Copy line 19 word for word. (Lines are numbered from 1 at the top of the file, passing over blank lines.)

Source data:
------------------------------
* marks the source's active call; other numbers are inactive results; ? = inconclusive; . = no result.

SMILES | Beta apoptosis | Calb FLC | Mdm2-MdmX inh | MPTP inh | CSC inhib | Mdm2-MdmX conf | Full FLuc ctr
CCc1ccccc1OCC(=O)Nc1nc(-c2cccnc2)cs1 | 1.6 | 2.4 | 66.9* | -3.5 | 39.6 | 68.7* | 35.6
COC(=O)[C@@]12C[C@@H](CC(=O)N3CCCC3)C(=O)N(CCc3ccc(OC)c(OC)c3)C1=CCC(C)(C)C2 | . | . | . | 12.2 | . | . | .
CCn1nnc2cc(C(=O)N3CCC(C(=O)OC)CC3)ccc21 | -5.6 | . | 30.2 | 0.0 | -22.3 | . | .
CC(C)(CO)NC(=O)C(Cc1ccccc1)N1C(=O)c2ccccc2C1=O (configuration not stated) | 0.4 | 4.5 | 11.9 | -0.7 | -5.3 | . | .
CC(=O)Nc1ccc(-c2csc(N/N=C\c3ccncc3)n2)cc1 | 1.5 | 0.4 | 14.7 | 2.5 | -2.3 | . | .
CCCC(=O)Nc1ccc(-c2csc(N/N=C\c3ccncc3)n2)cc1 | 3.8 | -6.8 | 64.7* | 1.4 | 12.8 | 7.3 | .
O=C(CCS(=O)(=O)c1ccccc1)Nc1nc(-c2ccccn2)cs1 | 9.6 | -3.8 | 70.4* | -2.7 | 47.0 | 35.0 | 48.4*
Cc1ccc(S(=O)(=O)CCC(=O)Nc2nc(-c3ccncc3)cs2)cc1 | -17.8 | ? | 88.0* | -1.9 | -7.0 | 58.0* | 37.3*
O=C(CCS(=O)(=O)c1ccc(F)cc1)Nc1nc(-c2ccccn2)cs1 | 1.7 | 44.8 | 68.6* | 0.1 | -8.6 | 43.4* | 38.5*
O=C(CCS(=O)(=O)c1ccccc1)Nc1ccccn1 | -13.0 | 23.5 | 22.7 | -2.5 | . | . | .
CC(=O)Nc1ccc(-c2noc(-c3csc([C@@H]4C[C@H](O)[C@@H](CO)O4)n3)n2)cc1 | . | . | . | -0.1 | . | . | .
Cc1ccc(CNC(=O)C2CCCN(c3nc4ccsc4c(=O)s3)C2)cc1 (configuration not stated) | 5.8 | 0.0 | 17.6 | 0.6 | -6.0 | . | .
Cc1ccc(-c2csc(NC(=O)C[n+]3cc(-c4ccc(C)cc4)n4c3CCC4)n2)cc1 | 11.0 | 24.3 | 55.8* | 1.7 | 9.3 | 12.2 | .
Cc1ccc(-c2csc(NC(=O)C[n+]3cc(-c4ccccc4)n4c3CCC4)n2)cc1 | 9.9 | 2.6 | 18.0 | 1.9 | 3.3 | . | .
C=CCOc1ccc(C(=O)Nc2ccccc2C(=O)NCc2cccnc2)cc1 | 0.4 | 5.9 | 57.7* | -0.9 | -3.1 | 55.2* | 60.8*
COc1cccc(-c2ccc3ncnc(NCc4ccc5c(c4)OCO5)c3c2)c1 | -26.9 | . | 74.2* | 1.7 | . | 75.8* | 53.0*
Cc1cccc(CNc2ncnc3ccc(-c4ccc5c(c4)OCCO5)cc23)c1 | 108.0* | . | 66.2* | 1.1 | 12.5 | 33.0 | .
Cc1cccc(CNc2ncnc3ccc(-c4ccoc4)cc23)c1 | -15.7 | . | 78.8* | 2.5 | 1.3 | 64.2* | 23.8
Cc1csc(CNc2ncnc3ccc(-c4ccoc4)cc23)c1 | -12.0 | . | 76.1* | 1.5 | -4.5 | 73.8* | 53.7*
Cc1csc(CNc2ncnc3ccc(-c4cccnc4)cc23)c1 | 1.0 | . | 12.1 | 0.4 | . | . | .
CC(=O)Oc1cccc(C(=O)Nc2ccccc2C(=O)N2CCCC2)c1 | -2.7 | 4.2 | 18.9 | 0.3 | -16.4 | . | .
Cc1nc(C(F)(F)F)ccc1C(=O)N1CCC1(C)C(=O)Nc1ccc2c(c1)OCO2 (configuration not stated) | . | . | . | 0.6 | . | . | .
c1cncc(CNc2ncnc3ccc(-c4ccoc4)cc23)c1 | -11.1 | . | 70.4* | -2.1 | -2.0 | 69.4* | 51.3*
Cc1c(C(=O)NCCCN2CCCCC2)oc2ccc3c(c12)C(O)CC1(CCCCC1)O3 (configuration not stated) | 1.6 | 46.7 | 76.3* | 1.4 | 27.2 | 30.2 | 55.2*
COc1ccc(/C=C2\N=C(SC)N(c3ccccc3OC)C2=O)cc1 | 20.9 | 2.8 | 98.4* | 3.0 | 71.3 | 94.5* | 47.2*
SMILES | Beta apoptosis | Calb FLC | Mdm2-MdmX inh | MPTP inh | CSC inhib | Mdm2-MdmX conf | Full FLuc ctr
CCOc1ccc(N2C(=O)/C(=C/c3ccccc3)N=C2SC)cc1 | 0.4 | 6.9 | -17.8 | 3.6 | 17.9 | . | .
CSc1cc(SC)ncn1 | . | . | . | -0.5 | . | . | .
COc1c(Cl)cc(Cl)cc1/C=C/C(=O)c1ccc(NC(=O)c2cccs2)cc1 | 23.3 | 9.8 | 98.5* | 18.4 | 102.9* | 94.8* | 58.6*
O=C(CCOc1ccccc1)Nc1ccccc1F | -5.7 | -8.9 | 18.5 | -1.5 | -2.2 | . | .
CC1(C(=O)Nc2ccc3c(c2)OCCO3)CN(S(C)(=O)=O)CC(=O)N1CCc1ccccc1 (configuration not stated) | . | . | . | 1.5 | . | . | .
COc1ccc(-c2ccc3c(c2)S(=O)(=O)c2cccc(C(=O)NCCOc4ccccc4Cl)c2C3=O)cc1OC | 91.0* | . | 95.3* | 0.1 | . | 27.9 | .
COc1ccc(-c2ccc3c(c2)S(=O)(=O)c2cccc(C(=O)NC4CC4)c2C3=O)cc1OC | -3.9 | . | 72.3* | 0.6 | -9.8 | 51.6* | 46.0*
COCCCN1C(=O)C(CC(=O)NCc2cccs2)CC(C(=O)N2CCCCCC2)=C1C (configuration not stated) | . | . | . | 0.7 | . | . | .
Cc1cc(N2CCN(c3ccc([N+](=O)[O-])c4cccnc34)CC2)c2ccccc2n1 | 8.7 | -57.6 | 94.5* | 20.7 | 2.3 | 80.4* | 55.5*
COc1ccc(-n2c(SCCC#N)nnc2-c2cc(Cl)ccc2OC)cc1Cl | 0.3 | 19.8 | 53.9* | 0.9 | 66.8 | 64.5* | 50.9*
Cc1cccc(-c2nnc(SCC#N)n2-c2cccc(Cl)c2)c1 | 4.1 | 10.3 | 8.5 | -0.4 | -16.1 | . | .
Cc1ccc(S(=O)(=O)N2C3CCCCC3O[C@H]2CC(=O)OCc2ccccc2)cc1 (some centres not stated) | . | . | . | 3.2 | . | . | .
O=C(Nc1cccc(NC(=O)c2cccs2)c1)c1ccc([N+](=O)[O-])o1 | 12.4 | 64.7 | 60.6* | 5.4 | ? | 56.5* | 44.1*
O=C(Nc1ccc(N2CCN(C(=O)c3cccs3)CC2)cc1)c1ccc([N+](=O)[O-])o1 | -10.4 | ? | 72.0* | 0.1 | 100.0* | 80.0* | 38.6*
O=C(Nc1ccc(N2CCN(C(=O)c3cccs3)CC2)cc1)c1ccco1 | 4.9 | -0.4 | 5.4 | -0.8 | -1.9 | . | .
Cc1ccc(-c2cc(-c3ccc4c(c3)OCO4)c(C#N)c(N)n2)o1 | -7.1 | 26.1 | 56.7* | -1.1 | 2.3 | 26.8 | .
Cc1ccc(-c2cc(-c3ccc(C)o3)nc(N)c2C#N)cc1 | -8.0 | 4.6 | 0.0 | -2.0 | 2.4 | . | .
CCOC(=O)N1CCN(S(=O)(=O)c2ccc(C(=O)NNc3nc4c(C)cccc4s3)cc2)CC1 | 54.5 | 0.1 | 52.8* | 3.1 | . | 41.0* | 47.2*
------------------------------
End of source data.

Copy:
Cc1cccc(CNc2ncnc3ccc(-c4ccc5c(c4)OCCO5)cc23)c1 | 108.0* | . | 66.2* | 1.1 | 12.5 | 33.0 | .